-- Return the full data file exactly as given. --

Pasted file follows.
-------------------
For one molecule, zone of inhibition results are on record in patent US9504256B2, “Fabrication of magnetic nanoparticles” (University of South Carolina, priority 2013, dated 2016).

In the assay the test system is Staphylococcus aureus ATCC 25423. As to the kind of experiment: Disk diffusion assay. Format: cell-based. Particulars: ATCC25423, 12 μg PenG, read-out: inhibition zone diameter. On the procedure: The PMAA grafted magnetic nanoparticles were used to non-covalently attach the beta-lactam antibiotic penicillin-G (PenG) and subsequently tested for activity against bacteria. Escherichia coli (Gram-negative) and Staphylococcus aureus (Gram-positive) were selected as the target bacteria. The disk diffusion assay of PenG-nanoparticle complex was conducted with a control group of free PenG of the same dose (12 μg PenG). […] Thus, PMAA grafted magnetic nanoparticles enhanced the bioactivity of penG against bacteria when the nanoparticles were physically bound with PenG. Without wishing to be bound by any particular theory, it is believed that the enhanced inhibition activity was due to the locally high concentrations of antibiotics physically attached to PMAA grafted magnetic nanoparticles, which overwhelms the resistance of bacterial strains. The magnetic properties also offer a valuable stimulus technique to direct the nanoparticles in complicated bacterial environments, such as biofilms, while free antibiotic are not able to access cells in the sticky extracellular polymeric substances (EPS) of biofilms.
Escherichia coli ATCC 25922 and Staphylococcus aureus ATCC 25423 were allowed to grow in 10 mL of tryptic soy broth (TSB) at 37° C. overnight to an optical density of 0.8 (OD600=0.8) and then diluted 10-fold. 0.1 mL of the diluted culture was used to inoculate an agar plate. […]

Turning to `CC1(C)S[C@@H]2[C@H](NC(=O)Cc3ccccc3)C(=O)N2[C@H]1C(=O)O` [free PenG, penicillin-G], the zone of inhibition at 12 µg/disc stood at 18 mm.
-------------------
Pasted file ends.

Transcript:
For one molecule, zone of inhibition results are on record in patent US9504256B2, “Fabrication of magnetic nanoparticles” (University of South Carolina, priority 2013, dated 2016).

In the assay the test system is Staphylococcus aureus ATCC 25423. As to the kind of experiment: Disk diffusion assay. Format: cell-based. Particulars: ATCC25423, 12 μg PenG, read-out: inhibition zone diameter. On the procedure: The PMAA grafted magnetic nanoparticles were used to non-covalently attach the beta-lactam antibiotic penicillin-G (PenG) and subsequently tested for activity against bacteria. Escherichia coli (Gram-negative) and Staphylococcus aureus (Gram-positive) were selected as the target bacteria. The disk diffusion assay of PenG-nanoparticle complex was conducted with a control group of free PenG of the same dose (12 μg PenG). […] Thus, PMAA grafted magnetic nanoparticles enhanced the bioactivity of penG against bacteria when the nanoparticles were physically bound with PenG. Without wishing to be bound by any particular theory, it is believed that the enhanced inhibition activity was due to the locally high concentrations of antibiotics physically attached to PMAA grafted magnetic nanoparticles, which overwhelms the resistance of bacterial strains. The magnetic properties also offer a valuable stimulus technique to direct the nanoparticles in complicated bacterial environments, such as biofilms, while free antibiotic are not able to access cells in the sticky extracellular polymeric substances (EPS) of biofilms.
Escherichia coli ATCC 25922 and Staphylococcus aureus ATCC 25423 were allowed to grow in 10 mL of tryptic soy broth (TSB) at 37° C. overnight to an optical density of 0.8 (OD600=0.8) and then diluted 10-fold. 0.1 mL of the diluted culture was used to inoculate an agar plate. […]

Turning to `CC1(C)S[C@@H]2[C@H](NC(=O)Cc3ccccc3)C(=O)N2[C@H]1C(=O)O` [free PenG, penicillin-G], the zone of inhibition at 12 µg/disc stood at 18 mm.